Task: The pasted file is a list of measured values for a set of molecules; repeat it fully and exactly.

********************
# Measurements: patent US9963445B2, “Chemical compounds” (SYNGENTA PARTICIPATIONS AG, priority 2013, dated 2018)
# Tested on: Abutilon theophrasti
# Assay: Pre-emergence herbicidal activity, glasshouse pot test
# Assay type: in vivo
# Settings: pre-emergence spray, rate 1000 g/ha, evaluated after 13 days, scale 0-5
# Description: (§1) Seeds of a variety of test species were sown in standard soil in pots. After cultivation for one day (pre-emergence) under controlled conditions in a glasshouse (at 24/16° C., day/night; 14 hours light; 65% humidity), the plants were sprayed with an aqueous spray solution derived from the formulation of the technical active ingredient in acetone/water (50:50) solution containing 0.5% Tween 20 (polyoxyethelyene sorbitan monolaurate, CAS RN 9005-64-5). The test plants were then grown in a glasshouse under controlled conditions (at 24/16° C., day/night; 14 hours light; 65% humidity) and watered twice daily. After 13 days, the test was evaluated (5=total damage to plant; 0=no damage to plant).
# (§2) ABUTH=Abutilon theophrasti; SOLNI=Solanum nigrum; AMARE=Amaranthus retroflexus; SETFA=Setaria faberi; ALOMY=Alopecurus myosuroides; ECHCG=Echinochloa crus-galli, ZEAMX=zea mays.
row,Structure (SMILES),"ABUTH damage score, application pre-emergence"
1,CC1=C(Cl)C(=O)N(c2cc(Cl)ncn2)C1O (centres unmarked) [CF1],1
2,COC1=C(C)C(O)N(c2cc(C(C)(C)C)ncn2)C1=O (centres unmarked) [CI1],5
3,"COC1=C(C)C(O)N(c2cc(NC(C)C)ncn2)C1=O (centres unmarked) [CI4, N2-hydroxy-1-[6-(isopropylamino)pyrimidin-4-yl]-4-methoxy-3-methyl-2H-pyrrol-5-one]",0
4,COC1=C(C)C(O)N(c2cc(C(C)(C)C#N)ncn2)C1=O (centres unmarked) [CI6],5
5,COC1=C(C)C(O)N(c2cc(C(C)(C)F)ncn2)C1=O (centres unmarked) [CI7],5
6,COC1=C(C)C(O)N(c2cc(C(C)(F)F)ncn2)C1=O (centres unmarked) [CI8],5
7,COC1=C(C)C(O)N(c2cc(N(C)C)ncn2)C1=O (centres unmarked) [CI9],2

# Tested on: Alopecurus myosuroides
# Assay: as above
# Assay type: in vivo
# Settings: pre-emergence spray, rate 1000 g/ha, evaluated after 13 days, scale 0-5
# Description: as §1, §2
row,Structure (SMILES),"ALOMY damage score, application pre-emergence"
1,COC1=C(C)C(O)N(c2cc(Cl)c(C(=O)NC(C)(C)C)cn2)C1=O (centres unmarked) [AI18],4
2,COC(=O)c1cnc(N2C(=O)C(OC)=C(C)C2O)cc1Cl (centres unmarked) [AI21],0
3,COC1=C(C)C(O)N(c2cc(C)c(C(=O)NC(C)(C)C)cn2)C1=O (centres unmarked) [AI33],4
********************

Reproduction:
# Measurements: patent US9963445B2, “Chemical compounds” (SYNGENTA PARTICIPATIONS AG, priority 2013, dated 2018)
# Tested on: Abutilon theophrasti
# Assay: Pre-emergence herbicidal activity, glasshouse pot test
# Assay type: in vivo
# Settings: pre-emergence spray, rate 1000 g/ha, evaluated after 13 days, scale 0-5
# Description: (§1) Seeds of a variety of test species were sown in standard soil in pots. After cultivation for one day (pre-emergence) under controlled conditions in a glasshouse (at 24/16° C., day/night; 14 hours light; 65% humidity), the plants were sprayed with an aqueous spray solution derived from the formulation of the technical active ingredient in acetone/water (50:50) solution containing 0.5% Tween 20 (polyoxyethelyene sorbitan monolaurate, CAS RN 9005-64-5). The test plants were then grown in a glasshouse under controlled conditions (at 24/16° C., day/night; 14 hours light; 65% humidity) and watered twice daily. After 13 days, the test was evaluated (5=total damage to plant; 0=no damage to plant).
# (§2) ABUTH=Abutilon theophrasti; SOLNI=Solanum nigrum; AMARE=Amaranthus retroflexus; SETFA=Setaria faberi; ALOMY=Alopecurus myosuroides; ECHCG=Echinochloa crus-galli, ZEAMX=zea mays.
row,Structure (SMILES),"ABUTH damage score, application pre-emergence"
1,CC1=C(Cl)C(=O)N(c2cc(Cl)ncn2)C1O (centres unmarked) [CF1],1
2,COC1=C(C)C(O)N(c2cc(C(C)(C)C)ncn2)C1=O (centres unmarked) [CI1],5
3,"COC1=C(C)C(O)N(c2cc(NC(C)C)ncn2)C1=O (centres unmarked) [CI4, N2-hydroxy-1-[6-(isopropylamino)pyrimidin-4-yl]-4-methoxy-3-methyl-2H-pyrrol-5-one]",0
4,COC1=C(C)C(O)N(c2cc(C(C)(C)C#N)ncn2)C1=O (centres unmarked) [CI6],5
5,COC1=C(C)C(O)N(c2cc(C(C)(C)F)ncn2)C1=O (centres unmarked) [CI7],5
6,COC1=C(C)C(O)N(c2cc(C(C)(F)F)ncn2)C1=O (centres unmarked) [CI8],5
7,COC1=C(C)C(O)N(c2cc(N(C)C)ncn2)C1=O (centres unmarked) [CI9],2

# Tested on: Alopecurus myosuroides
# Assay: as above
# Assay type: in vivo
# Settings: pre-emergence spray, rate 1000 g/ha, evaluated after 13 days, scale 0-5
# Description: as §1, §2
row,Structure (SMILES),"ALOMY damage score, application pre-emergence"
1,COC1=C(C)C(O)N(c2cc(Cl)c(C(=O)NC(C)(C)C)cn2)C1=O (centres unmarked) [AI18],4
2,COC(=O)c1cnc(N2C(=O)C(OC)=C(C)C2O)cc1Cl (centres unmarked) [AI21],0
3,COC1=C(C)C(O)N(c2cc(C)c(C(=O)NC(C)(C)C)cn2)C1=O (centres unmarked) [AI33],4